I wish I could give more of my support to Skeptical Enquirer. It has long been my belief that scientific principals should be applied to incidents of a paranormal nature, so I applaud the magazine/website when it/they do just that, shine the light of Science into the darkness, apply the scientific method to the unexplained and eerie. I say I applaud them WHEN they do it because they don’t always. Far too often, they look at some alleged phenomenon or other, declare it to be impossible and deliver a curt dismissal without any true investigation having taken place. There is a close-mindedness sometimes present, a sometimes smug sense of superiority; “We don’t believe in such foolishness,” the hardline skeptic is wont to say, and “Such things cannot exist!” is used far too often in place of the aforementioned scientific process.
Here’s an example: A man or woman sees a werewolf. Werewolves cannot exist, therefore the man/woman was either hallucinating or is lying. End of investigation. See the problem there? The premature interpretation at play?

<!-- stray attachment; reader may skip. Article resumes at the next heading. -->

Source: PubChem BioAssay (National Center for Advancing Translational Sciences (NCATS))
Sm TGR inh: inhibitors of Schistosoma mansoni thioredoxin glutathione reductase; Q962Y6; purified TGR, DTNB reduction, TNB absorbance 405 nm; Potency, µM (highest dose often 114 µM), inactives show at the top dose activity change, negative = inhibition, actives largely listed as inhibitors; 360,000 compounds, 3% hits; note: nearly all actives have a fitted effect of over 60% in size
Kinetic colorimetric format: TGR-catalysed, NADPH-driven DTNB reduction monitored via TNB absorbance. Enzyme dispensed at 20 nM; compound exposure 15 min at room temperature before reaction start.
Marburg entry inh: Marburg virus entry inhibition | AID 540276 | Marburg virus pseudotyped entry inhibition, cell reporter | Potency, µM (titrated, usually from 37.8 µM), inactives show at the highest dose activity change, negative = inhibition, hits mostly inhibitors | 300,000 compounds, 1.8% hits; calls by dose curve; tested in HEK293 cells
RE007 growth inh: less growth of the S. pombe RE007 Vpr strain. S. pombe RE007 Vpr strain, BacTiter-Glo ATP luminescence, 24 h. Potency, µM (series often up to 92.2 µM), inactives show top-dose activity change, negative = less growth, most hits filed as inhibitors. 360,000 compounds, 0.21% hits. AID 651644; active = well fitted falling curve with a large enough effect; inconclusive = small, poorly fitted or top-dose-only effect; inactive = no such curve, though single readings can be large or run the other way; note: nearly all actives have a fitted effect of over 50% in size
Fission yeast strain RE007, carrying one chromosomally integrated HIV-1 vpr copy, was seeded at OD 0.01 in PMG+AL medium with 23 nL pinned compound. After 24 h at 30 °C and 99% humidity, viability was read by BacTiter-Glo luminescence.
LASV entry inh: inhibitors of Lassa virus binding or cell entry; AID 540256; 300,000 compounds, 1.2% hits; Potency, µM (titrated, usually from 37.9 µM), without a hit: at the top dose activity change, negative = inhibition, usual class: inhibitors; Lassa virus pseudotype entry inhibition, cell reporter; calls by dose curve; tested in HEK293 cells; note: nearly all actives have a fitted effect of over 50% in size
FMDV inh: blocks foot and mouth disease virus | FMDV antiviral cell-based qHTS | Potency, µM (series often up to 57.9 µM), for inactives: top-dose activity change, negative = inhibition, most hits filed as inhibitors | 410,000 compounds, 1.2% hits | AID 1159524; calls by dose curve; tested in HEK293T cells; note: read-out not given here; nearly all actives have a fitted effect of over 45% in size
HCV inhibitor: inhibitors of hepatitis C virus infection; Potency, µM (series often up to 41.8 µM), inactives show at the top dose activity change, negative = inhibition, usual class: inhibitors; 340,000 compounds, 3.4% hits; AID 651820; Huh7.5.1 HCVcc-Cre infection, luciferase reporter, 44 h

Anyway, here’s an interesting page chronicling cases of mass hysteria through the ages. Mass hysteria is used to explain the incident of a cloistered nun in the 1400s who fell to biting her sisters in cloth. Those bitten soon started biting others, and soon enough they had nuns biting each other all over the place. Demonic possession? Lycanthropy? It’s doubtful. This WAS in all likelihood a case of mass hysteria, as was the curious case of the meowing nuns of Medieval France, also mentioned in the piece. Still, we can’t with absolute certainty declare the mystery solved without substantiating evidence, of which there is none. It remains at best a probable scenario, still in need of further investigation.